The data center investment landscape was the focus of recent panels at DCD Enterprise NY and the CAPRE Greater NY Data Center Summit, which highlighted two key trends. The powerful growth in data-centric business is one half of the investment case for data centers. The other factor is the changing risk profile.

“The biggest change is that investment grade companies are becoming the biggest tenants in this asset class,” said Richard Lukaj, Managing Director of Bank Street Capital.

“The risk profile of these businesses has changed,” said Chris Moon, Managing Director – Technology and Telecom Banking at ING. “It’s now long-term contracts with investment grade tenants, particularly for hyperscale. If you’re an infrastructure fund that’s run out of airports and toll roads to buy, you like the profile and upside (of data centers).”

“I think in the past three years, the capital pool and investor interest has changed dramatically,” said Jeff Ferry, a Director at Goldman Sachs Specialty Lending Group. “There’s lots of capital flowing into the sector.”

“Today we have more pockets of capital than we have ever seen,” said Joseph Junda, Managing Director of Technology, Media, and Telecommunications (TMT) at Capital One. “It’s as competitive as it’s ever been.”

Competition Comes to Data Center Financing, M&A

Panelists at DCD and CAPRE said recent financings have indeed been competitive. For data center providers, having multiple lenders and equity partners to work with is a nice change of pace. But it also alters the dynamics in lending and acquisitions.

“Any significant increase in capital into any industry with limited supply will create more competition and impact valuations,” said Rashad Kawmy, a partner at Boundary Street Capital, which provides debt financing for data center and telecom firms. “Infrastructure funds tend to have a different cost of capital target. They need to put more capital to work, and they’re able to pay a higher multiple to win that asset than others.”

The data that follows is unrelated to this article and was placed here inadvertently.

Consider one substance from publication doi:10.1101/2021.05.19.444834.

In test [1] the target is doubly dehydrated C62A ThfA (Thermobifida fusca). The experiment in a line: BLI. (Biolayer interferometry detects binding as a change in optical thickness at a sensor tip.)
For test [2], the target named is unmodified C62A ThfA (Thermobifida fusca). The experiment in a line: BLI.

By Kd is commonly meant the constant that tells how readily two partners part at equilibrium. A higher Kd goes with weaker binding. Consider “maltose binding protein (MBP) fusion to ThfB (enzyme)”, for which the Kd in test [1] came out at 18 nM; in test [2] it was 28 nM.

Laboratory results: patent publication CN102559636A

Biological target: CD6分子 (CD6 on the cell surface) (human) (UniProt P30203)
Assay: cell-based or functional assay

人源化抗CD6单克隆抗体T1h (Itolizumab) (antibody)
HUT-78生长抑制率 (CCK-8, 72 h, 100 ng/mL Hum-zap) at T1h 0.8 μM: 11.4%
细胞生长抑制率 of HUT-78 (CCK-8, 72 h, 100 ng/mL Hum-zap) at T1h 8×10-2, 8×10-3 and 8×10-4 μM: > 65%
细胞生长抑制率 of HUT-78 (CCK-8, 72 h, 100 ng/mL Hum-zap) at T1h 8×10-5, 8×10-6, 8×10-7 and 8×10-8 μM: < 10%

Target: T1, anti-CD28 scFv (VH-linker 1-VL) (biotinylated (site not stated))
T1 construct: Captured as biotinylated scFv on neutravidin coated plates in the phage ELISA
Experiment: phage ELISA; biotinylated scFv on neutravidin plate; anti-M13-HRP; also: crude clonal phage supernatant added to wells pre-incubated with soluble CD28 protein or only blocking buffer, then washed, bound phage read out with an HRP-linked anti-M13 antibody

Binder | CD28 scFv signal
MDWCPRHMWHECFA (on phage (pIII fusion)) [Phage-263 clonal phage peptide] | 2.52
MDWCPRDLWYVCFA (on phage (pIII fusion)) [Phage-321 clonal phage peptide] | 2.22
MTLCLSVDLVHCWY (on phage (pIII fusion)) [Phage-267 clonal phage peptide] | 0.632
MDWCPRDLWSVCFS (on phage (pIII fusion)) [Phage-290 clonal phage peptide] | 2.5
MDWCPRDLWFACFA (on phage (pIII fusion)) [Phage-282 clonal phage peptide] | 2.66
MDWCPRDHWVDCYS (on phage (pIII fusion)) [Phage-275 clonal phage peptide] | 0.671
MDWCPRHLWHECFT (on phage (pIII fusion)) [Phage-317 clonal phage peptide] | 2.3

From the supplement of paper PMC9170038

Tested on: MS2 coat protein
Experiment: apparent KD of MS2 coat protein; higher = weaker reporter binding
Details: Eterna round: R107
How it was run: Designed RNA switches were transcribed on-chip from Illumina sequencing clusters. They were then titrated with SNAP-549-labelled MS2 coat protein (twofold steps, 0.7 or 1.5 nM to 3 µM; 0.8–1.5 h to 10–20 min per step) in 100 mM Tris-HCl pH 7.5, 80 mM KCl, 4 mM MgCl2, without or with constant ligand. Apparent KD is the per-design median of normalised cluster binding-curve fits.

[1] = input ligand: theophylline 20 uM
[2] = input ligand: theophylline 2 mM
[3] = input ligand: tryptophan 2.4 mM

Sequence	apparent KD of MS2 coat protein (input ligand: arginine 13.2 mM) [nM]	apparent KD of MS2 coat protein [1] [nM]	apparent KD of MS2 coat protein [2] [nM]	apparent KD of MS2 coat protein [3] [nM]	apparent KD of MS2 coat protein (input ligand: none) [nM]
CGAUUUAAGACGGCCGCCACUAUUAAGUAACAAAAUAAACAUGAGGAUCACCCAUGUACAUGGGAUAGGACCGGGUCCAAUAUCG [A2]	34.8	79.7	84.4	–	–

The investment panel at the CAPRE Greater New York Data Center Summit featured (from left) Brian Doricko of CyrusOne, Goldman Sachs’ Jeff Ferry, Joseph Junda from Capital One, Boundary Street Capital’s Rashad Kawmy, Richard Lukaj of BankStreet, and John Regan with Landmark Dividend. (Photo: Rich Miller)

The impact of these capital inflows is clearly visible in the Montreal data center market, which is being reshaped by acquisitions by well-funded U.S. providers. In December 2018, Vantage Data Centers acquired 4Degrees Colocation, and Cologix acquired COLO-D,. Earlier this week, Compass Datacenters purchased ROOT Data Centers. All three deals are likely to bring more capital and new construction into the Montreal market.

Even with higher valuations, there are still players that are shopping.

“As opportunities come up, we take a look,” said Chris Downie, the CEO of Flexential, which is backed by private equity firm GI Partners. “We have a clear strategy, and are pretty particular about what we want. It’s thinned out a bit, but there’s always something in play.”

“There’s a lot going on in the market,” said Tim Caulfield, CEO of Evoque. “We are working with Brookfield to look at opportunities that might be a good fit, and there are several. Brookfield can do the early shopping.”

Who might be looking for merger partners or other exit opportunities? One company that is up-front about this is INAP, which recently hired Moelis & Company LLC and LionTree Advisors LLC as advisors on possible transactions.

“We believe that the INAP platform is now optimized and positioned for the next step to gain scale,” said Peter Aquino, the CEO of INAP, in the company’s recent earnings call. “We’ll explore the best opportunities to maximize value for our shareholders and we will focus the balance of 2019 to flesh out the best strategic initiatives to take INAP to the next level.

“Ultimately, we want enough footprint to handle larger customer requirements that need multiple locations,” Aquino added. “The demand for infrastructure is just on fire.”

About the Author

Rich Miller

I write about the places where the Internet lives, telling the story of data centers and the people who build them. I founded Data Center Knowledge, the data center industry's leading news site. Now I'm exploring the future of cloud computing at Data Center Frontier.